Best interruption of the day: A mobile phone ringing persistently. This doesn't sound that great until you know that it turned out to be the speaker's. The director of planetary science at the DLR had to answer call from ESA in the middle of his own lecture.
(Probable) Fact of the Day: Erwin Schrödinger is buried in the graveyard of this village. I shall at some point make a little trip to his grave, so that I can collapse the wave function of my knowledge of its existence through observation of it myself.
Quote of the Day: "In space missions, it is not that failure is not an option. Failure is the default mode. You have to work extremely hard not to fail." -- spacecraft engineer

I'm in my hotel room now with my feet up, exercising the principle of Conservation of Spoons, because I know that my expertise, while not immediately required, will certainly be in demand well before the end of the next nine days.
nanila: YAY (me: abby)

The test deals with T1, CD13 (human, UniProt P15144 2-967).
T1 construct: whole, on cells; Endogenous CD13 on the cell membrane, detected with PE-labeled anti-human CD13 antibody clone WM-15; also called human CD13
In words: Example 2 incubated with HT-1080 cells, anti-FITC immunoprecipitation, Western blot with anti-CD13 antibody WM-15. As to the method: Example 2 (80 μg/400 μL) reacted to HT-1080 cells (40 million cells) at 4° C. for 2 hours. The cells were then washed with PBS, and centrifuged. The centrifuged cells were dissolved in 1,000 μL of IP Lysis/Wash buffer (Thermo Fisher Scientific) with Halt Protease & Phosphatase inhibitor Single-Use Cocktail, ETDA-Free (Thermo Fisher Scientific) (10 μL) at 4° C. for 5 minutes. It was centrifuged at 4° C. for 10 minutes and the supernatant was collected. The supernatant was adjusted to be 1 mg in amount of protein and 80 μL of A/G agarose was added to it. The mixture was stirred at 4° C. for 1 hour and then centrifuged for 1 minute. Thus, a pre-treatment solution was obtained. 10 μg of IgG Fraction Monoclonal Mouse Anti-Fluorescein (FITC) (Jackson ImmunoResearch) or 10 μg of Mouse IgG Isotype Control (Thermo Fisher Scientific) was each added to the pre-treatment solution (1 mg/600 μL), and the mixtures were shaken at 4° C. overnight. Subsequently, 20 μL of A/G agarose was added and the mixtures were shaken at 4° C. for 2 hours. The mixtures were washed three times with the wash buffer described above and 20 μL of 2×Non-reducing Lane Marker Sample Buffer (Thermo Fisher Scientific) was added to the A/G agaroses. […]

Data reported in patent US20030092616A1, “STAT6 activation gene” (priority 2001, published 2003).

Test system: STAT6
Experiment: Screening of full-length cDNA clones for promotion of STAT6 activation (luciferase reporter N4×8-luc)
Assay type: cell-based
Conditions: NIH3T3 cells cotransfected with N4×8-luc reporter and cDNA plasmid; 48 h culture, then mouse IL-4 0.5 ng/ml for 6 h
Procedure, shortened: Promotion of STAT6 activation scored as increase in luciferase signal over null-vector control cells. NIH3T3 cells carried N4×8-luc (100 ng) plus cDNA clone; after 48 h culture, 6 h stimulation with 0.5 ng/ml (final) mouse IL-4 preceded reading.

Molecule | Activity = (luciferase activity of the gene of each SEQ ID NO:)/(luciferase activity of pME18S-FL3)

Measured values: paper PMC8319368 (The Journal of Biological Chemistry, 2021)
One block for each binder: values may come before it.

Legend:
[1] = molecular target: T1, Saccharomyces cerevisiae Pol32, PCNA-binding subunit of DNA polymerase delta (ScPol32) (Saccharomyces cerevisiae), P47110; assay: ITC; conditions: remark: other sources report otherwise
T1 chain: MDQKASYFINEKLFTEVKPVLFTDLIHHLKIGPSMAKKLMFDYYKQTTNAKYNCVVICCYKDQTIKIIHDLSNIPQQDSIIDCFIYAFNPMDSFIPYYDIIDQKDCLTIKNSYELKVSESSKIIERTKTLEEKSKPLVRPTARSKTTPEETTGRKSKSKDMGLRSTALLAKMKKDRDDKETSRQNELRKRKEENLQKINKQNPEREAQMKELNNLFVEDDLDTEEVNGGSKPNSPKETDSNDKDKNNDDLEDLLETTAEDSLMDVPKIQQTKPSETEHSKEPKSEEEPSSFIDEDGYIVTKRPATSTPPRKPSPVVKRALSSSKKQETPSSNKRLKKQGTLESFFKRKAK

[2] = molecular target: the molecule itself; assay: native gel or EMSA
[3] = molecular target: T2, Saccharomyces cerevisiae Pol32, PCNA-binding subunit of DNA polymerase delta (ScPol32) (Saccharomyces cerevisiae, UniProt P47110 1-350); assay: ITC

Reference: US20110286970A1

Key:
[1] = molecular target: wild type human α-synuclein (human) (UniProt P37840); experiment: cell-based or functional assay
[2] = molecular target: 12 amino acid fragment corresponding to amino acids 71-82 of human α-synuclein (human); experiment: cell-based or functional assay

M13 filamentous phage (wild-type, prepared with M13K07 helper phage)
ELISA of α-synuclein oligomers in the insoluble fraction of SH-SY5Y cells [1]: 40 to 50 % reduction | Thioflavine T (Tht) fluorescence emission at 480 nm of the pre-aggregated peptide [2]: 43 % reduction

( Jul. 14th, 2014 03:40 pm)
I have been in three countries and multiple forms of transport today.

Countries: UK, Germany, Austria (where I am now)
Forms of transport, in order of use:
  • Taxi (30 minutes late + section of motorway shut == overly exciting journey at 4:30 AM)
  • Plane (jet)
  • Terminal shuttlebus
  • Plane (twin prop)
  • Bus
  • Train
  • Taxi


Twelve hours later, I'm sitting in a rather nice hotel in a small, picturesque village in the Tyrol. It was bright and sunny when I arrived and now the temperature has dropped 10 degrees and it's pissing it down. I am shattered, and I have to go to a meeting at 6 PM. Tomorrow, the 10-day Alpbach Space Summer School that I've come here to help with as an engineering tutor begins.

In conclusion, here is a picture of me and Beakle Bear (aka Humuhumu), because I miss her.

I visited the Zentralfriedhof last year, but never got round to uploading the photos. The Zentralfriedhof is Vienna's cemetery, and its 3 million inhabitants make the vast grounds more populous than the city it serves. Today, May Day, is a public holiday in Austria and so there were many visitors, freshening up the family plots and laying flowers everywhere.